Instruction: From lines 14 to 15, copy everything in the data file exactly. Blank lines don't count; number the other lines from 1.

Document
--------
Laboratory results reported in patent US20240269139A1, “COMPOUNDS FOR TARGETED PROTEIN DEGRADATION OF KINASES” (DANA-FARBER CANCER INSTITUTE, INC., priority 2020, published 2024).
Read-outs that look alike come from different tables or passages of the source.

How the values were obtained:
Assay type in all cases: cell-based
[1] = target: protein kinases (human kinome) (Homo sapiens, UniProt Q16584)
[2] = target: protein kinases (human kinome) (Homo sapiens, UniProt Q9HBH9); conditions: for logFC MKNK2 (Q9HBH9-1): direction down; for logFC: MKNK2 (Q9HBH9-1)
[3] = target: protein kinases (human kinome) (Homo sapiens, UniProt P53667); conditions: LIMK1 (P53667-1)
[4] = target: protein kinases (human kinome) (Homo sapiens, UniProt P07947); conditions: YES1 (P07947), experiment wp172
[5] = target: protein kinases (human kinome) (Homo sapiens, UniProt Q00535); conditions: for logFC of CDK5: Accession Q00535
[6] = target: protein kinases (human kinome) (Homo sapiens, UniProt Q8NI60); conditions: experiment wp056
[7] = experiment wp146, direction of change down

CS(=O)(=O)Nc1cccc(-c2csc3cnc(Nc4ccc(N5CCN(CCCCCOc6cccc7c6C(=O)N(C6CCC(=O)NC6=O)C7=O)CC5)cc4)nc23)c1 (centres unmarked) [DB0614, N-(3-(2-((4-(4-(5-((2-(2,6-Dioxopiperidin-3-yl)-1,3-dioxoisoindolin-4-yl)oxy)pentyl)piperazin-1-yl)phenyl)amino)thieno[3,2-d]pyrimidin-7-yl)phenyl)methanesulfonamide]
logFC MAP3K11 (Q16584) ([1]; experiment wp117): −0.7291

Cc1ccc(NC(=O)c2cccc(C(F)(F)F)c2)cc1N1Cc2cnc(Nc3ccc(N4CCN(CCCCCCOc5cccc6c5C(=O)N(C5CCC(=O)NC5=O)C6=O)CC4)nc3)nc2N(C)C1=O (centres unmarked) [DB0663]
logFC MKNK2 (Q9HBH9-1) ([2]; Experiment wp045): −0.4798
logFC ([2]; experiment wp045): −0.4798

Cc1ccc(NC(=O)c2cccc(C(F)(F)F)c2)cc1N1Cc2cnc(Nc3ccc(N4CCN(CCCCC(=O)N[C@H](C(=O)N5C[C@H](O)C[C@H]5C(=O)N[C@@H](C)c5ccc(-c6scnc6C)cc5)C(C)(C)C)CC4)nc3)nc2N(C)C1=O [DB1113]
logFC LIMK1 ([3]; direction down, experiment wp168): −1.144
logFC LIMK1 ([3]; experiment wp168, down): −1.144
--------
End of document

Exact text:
Cc1ccc(NC(=O)c2cccc(C(F)(F)F)c2)cc1N1Cc2cnc(Nc3ccc(N4CCN(CCCCCCOc5cccc6c5C(=O)N(C5CCC(=O)NC5=O)C6=O)CC4)nc3)nc2N(C)C1=O (centres unmarked) [DB0663]
logFC MKNK2 (Q9HBH9-1) ([2]; Experiment wp045): −0.4798